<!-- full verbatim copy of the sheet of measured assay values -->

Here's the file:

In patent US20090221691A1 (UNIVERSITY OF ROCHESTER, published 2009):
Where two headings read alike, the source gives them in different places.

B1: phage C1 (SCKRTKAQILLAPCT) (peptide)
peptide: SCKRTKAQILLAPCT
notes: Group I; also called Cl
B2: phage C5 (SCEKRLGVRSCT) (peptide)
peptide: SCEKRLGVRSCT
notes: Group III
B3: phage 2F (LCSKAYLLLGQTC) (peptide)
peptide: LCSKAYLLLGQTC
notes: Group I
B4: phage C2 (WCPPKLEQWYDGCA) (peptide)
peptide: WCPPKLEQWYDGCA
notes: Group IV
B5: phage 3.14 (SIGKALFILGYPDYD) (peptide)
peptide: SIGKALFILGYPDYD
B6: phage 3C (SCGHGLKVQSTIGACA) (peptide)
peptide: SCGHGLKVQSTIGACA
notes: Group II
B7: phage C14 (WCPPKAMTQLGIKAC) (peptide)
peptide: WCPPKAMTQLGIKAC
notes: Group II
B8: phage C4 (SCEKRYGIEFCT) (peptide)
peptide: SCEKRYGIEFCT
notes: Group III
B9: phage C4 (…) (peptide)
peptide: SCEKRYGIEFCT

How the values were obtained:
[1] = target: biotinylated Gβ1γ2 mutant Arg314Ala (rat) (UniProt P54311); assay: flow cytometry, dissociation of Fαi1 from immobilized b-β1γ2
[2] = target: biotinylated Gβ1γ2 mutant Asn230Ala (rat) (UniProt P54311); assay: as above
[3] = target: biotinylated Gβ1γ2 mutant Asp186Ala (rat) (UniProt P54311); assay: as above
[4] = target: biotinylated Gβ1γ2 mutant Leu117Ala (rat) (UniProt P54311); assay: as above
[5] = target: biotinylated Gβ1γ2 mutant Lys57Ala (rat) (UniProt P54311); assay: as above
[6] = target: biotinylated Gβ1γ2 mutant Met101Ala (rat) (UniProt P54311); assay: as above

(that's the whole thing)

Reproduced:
In patent US20090221691A1 (UNIVERSITY OF ROCHESTER, published 2009):
Where two headings read alike, the source gives them in different places.

B1: phage C1 (SCKRTKAQILLAPCT) (peptide)
peptide: SCKRTKAQILLAPCT
notes: Group I; also called Cl
B2: phage C5 (SCEKRLGVRSCT) (peptide)
peptide: SCEKRLGVRSCT
notes: Group III
B3: phage 2F (LCSKAYLLLGQTC) (peptide)
peptide: LCSKAYLLLGQTC
notes: Group I
B4: phage C2 (WCPPKLEQWYDGCA) (peptide)
peptide: WCPPKLEQWYDGCA
notes: Group IV
B5: phage 3.14 (SIGKALFILGYPDYD) (peptide)
peptide: SIGKALFILGYPDYD
B6: phage 3C (SCGHGLKVQSTIGACA) (peptide)
peptide: SCGHGLKVQSTIGACA
notes: Group II
B7: phage C14 (WCPPKAMTQLGIKAC) (peptide)
peptide: WCPPKAMTQLGIKAC
notes: Group II
B8: phage C4 (SCEKRYGIEFCT) (peptide)
peptide: SCEKRYGIEFCT
notes: Group III
B9: phage C4 (…) (peptide)
peptide: SCEKRYGIEFCT

How the values were obtained:
[1] = target: biotinylated Gβ1γ2 mutant Arg314Ala (rat) (UniProt P54311); assay: flow cytometry, dissociation of Fαi1 from immobilized b-β1γ2
[2] = target: biotinylated Gβ1γ2 mutant Asn230Ala (rat) (UniProt P54311); assay: as above
[3] = target: biotinylated Gβ1γ2 mutant Asp186Ala (rat) (UniProt P54311); assay: as above
[4] = target: biotinylated Gβ1γ2 mutant Leu117Ala (rat) (UniProt P54311); assay: as above
[5] = target: biotinylated Gβ1γ2 mutant Lys57Ala (rat) (UniProt P54311); assay: as above
[6] = target: biotinylated Gβ1γ2 mutant Met101Ala (rat) (UniProt P54311); assay: as above